Preparing for the Future: How
Asset Management Will Evolve in
the Age of the Smart Grid

Executive summary
Most utilities ...
Summary
Executive Summary . ................................................................................... p	 1
Intro...
Preparing for the Future: How Asset Management Will Evolve in the Age of Smart Grid

Executive summary
Asset information i...
Preparing for the Future: How Asset Management Will Evolve in the Age of Smart Grid

Introduction
As the cost of plant ope...
Preparing for the Future: How
Asset Management Will Evolve
in the Age of Smart Grid
Preparing for the Future: How Asset Management Will Evolve in the Age of Smart Grid

The State of Asset Management in
Util...
Preparing for the Future: How Asset Management Will Evolve in the Age of Smart Grid

Utilities have struggled with managin...
Preparing for the Future: How Asset Management Will Evolve in the Age of Smart Grid

The Advent of Smart Grid
The underlyi...
Preparing for the Future: How Asset Management Will Evolve in the Age of Smart Grid

Smart Asset (Information) Management
...
Preparing for the Future: How Asset Management Will Evolve in the Age of Smart Grid

configuration, where experts in an ar...
Preparing for the Future: How Asset Management Will Evolve in the Age of Smart Grid

Conclusion
Smart Grid implementation ...
©2012 Schneider Electric. All rights reserved.

Schneider Electric USA, Inc.
4701 Royal Vista Circle
Fort Collins, CO 8052...
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Preparing for the Future: How Asset Management Will Evolve in the Age of Smart Grid

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Most utilities struggle to organize information about their distribution network assets. Operations, engineering, accounting, and other business functions all use different tools and systems, forcing grid operators to synchronize separate databases. This paper presents an improved approach to managing grid assets by establishing a ‘single source of the truth,’ eliminating special-purpose databases, utilizing spatial databases, and incorporating a workflow management tool to support database updates.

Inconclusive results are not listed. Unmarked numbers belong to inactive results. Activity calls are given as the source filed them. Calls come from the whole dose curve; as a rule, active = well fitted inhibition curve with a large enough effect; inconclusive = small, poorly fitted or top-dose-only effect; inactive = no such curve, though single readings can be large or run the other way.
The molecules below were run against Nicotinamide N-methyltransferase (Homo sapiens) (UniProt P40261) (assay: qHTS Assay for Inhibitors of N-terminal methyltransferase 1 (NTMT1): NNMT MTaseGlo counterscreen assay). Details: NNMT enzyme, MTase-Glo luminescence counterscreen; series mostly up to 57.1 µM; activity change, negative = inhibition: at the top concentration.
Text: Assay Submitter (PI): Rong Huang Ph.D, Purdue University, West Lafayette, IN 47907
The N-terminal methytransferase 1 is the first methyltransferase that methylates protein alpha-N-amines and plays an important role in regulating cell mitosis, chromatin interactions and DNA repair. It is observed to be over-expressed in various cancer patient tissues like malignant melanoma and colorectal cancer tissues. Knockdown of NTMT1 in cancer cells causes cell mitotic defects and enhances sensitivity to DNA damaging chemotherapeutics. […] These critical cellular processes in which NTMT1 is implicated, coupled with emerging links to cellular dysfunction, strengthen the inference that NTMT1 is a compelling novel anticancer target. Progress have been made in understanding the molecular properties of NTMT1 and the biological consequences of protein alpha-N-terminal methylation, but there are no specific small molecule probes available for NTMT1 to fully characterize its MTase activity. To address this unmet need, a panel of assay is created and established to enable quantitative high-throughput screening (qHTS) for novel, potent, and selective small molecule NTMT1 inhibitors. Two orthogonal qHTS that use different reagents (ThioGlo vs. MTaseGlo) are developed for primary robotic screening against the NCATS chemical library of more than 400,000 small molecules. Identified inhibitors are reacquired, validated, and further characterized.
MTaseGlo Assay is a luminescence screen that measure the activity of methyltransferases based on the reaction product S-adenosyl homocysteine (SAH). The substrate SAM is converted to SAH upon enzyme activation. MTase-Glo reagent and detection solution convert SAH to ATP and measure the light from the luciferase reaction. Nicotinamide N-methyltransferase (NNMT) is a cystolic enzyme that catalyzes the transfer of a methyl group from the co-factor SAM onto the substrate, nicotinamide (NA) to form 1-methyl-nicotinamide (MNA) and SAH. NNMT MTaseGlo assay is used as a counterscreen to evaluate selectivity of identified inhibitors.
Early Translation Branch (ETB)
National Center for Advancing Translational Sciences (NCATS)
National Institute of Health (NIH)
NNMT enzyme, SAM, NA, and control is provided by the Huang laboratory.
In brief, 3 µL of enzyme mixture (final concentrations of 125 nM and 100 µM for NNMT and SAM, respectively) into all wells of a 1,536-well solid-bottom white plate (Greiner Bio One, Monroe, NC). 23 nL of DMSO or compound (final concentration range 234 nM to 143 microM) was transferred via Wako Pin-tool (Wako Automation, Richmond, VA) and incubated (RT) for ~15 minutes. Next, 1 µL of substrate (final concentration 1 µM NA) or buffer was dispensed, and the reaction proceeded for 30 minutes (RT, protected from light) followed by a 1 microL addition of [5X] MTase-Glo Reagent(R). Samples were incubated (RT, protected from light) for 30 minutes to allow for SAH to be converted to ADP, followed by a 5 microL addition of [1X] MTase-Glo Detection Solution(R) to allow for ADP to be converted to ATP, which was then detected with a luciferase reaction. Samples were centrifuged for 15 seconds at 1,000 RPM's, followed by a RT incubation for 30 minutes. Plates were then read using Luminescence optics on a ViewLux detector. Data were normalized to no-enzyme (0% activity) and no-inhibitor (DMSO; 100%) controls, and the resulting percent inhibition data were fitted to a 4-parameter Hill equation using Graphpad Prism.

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Preparing for the Future: How Asset Management Will Evolve in the Age of Smart Grid

  1. 1. Preparing for the Future: How Asset Management Will Evolve in the Age of the Smart Grid Executive summary Most utilities struggle to organize information about their distribution network assets. Operations, engineering, accounting, and other business functions all use different tools and systems, forcing grid operators to synchronize separate databases. This paper presents an improved approach to managing grid assets by establishing a ‘single source of the truth,’ eliminating special-purpose databases, utilizing spatial databases, and incorporating a workflow management tool to support database updates. 998-2095-05-28-12AR0
  2. 2. Summary Executive Summary . ................................................................................... p 1 Introduction ................................................................................................. p 2 The State of Asset Management in Utilities Today ........................................ p 4 The Advent of Smart Grid ............................................................................ p 6 Smart Asset (Information) Management ....................................................... p 7 Conclusion................................................................................................... p 9